OpenOffice.org suffers from a wildly inconsistent user interface (UI) that combines unique elements with borrowings from Microsoft Office. Now, in the upcoming version 2.3, it is finally having some of the cosmetic procedures it so badly needs -- at least in the charts subsystem. The changes include a new default color scheme and a heavily revamped wizard, but only small changes in functionality, making this revision a case study in UI design for both better and worse.
The most obvious change is the color scheme for graphs. In existing versions, the default colors are dull pastels that, in the words of one user I know, are "sooo 1993" -- a reference, presumably, to the colors you would find in Microsoft Excel around that time. To replace these colors, OpenOffice.org created 12 color schemes and allowed registered users to vote on them. The winning color palette leads off with bold yellow, blue, and red that are reminiscent of the default colors in KChart, and drags OpenOffice.org into the third millennium at last, showing, as a side benefit, how tastes have changed in the last 15 years of computing.
The changes in the Autformat chart window, while subtler, are a more interesting study in UI design. Both the new and the old chart wizards take four steps: specifying the chart type, data range, data series, and chart elements. The new chart subsystem begins with selecting the chart type, and the moves on to the data range, reversing the order of the first two windows in the old chart wizard for no apparent reason. If anything, selecting the data range seems a first logical step. And if the assumption is that users will select the data before adding a chart, why have the data range window anywhere?
However, as you zoom in, you soon notice that the new chart wizard does a thorough cleaning of the old one's interface, which was a cramped and dingy artifact that looks about the same vintage as the old default colors. In the window for selecting chart type, the preview is eliminated entirely in the new wizard, no doubt because the illustrations of the different chart types makes it redundant. Gone too are the buttons to set the data series in columns or rows, which are moved to the data series window where they more logically belong. Instead of separate radio buttons to display 2-D and 3-D graph types, a single one is used to toggle 3-D. Four, not eight, examples of each graph type are shown at any one time. Graph types, moreover, are visible at a glance from the selection pane -- an improvement on the old method of forcing readers to squint at a mouse rollover.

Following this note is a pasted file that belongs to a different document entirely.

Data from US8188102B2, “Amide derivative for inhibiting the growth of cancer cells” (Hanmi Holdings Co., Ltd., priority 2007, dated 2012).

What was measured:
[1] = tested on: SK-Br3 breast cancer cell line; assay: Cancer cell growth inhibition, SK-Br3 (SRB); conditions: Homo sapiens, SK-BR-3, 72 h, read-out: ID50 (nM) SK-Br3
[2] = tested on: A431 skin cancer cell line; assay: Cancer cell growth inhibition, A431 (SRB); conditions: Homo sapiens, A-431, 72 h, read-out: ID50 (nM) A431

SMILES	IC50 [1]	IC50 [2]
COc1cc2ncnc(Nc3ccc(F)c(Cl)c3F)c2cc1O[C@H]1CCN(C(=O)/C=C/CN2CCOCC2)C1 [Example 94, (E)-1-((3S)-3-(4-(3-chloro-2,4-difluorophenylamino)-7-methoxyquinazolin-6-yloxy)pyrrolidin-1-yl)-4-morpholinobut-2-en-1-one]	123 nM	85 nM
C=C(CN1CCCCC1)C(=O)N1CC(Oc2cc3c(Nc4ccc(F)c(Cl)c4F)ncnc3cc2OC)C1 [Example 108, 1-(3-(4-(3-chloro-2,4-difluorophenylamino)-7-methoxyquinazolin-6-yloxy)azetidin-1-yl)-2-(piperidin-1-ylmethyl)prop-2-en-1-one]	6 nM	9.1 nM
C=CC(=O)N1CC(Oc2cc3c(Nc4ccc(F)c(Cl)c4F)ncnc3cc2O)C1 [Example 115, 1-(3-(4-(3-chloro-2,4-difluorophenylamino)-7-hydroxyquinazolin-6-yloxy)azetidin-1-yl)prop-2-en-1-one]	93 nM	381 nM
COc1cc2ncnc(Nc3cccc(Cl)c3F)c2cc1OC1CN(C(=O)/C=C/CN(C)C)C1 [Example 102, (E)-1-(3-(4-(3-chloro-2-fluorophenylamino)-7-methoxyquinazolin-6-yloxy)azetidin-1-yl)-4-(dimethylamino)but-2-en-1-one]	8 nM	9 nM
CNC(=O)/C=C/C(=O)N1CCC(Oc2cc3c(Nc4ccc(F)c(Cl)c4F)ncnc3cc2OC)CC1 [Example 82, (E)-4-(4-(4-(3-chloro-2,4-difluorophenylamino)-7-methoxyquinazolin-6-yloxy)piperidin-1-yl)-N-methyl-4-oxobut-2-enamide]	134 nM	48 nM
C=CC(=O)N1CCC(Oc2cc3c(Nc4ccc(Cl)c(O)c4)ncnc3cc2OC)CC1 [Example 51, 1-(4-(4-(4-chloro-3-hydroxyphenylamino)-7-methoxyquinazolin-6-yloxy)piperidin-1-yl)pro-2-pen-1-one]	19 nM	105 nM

The only element that is not revamped is the lack of any explanation in the window of how some of the lesser-known graph types are read and why you might want to use them. For even a smattering of such information, you still have to search in the online help, or perhaps turn to Google or Wikipedia.
The data range window in the wizard is similarly simplified. The instructions in the old one about how to use the window are now eliminated. So is the option to place the chart in another sheet of the same spreadsheet, either because the feature was never used or because it is easy to cut and paste a chart onto another sheet. What is left are radio buttons for whether the data series is in rows or columns, and whether the first row or column should be treated as a label for the rest of the data. The result is a much cleaner window, especially since the remaining choices are arranged in a single column, rather than in the old wizard's unaligned two columns.
In the old wizard, the third window leads off with the opportunity to select variants of the chart type -- an option that the new interface folds into the selection of chart type, where it should be. What is left is a dedicated window for adjusting the axes of the graphs and their names.
The fourth window offers simplifications similar to those earlier in the wizard, eliminating check boxes for elements like chart and axis titles. Should you not want a particular title, all you need to do is leave its field blank. The old wizard's two buttons for selecting whether the data series is in a row or column are moved to the first window, and, after the remaining choices are tidied into a single column, enough room is left over for new controls for automatically positioning the legend for chart colors in relation to the graph, which saves the time required to move it manually after the chart is created.
About the only elements of the charting subsystem left unchanged are the navigational buttons for allowing you to move backwards and forwards in the wizard or to abort the process and display what you have already defined, and the detailed windows for customizing each element of the graph from the right-click menu.
Some users might question the loss of some of the old wizard's features, or the continued use of chart terms that, while familiar to professionals, are decidedly unfriendly to new users and may require a plunge into the online help. Unfortunately, too, like cosmetic surgery, the changes in the new charting subsystem sometimes seem only skin-deep. If they had to choose, most chart users would probably would have preferred an improved display, so that large-sized charts were displayed with smoother edges on the screen.
Yet, on the whole, the new wizard is a better-organized, less-intimidating makeover of the old version that illustrates the importance of interface design in improving the user experience. If other parts of OpenOffice.org could have similar makeovers -- and ones consistent with those in the chart subsystem -- then the change in ease of use would only be for the better.